Horton Takes Over Browns D; Plans Aggressive, Attacking Scheme
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BEREA (92.3 The Fan) – The Cleveland Browns introduced Ray Horton Tuesday as their defensive coordinator.
Horton, who was hired on Jan. 18, spent the previous 2 seasons running a 3-4 base defense in Arizona with the Cardinals.
“From an offensive standpoint, the 3-4 presents the most challenges and the flexibility of the blitz packages that they bring,” Chudzinski said. “I’ve used the word hybrid to describe that style of defense in moving away from the 3-4 bases defense. As I’ve looked at Ray and studied Ray and what he’s done at Arizona, it fits perfectly with what I envision him running.”
While many are caught up in 3-4 vs. 4-3, Horton plans to run a multiple front defense based off the 3-4. Chudzinski refers to it as hybrid. Whatever it’s called is simply semantics to Horton.
“What are we? I don’t really care what we are on defense. I want to know what we are going to look like,” Horton said. “We may be a 3-4 on one snap, we may be a 4-3 on another snap, I guarantee you we will be a 5-2 sometimes and we will be a 4-4 sometimes. We are a multi-front attacking defense and that’s the most important thing.
“We are going to be a defense that gives teams problems. We will try to take away what the offense does best.”
Horton plans on mixing up the front 7 to keep offenses guessing – much like he did in Arizona as well as what his mentor Dick LeBeau does in Pittsburgh with the Steelers.
Horton served as the Steelers defensive backs coach under LeBeau from 2004-10.
“The thing I’m most excited about is I have a group of athletes that can run and hit,” Horton said. “They’re not limited to just saying, ‘Coach line me up in a specific front or number system.’ Just run and hit.”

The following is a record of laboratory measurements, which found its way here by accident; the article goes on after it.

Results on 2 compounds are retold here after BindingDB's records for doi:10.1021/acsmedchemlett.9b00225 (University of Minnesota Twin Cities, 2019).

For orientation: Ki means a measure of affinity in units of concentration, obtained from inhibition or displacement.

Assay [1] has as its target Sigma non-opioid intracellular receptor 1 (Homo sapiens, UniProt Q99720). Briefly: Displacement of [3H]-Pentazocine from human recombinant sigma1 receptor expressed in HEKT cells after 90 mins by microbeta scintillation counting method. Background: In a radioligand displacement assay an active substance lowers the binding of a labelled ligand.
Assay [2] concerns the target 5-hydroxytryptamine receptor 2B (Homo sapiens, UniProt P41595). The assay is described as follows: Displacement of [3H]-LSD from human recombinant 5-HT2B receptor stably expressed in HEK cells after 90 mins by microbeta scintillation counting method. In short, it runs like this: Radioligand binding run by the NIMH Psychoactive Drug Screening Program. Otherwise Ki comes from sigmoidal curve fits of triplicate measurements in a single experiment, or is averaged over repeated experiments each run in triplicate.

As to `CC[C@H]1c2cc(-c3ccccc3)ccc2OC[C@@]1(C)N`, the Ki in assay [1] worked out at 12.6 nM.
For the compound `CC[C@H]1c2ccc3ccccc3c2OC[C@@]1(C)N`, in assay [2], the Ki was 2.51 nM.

Many speculate that big changes to the roster on the defensive side of the ball will be needed to run Horton’s scheme. He disagrees.
“I love this team and the way its constituted right now,” Horton said. “They give effort and I don’t see dropoff. If I can get that for 16 weeks that’s what I look for. I need big men that can run, little men that can hit.”
Chudzinski isn’t overly concerned about any transition. He has a simple philosophy – if you’re a good football player you can play any scheme.
“There’s always a period of adjustment when a change is made,” Chudzinski said. “As we get more deeply into the roster, if you’re a good football player, you’re a good football player. I don’t think the scheme is so different you can’t use good football players.”
Horton interviewed with the Browns in Arizona to be the head coach. That interview with owner Jimmy Haslam and CEO Joe Banner helped sell him on joining Chudzinski’s staff.
“That was a huge influence,” Horton said. “Interviewing, looking at the team, understanding, ‘Wow, this is a very young team that competed under tough circumstances and continued to get better and competed. When you look at the Pittsburgh Steeler game here how they dominated, how they finished the season at Pittsburgh how they hung tough and it was a close game.”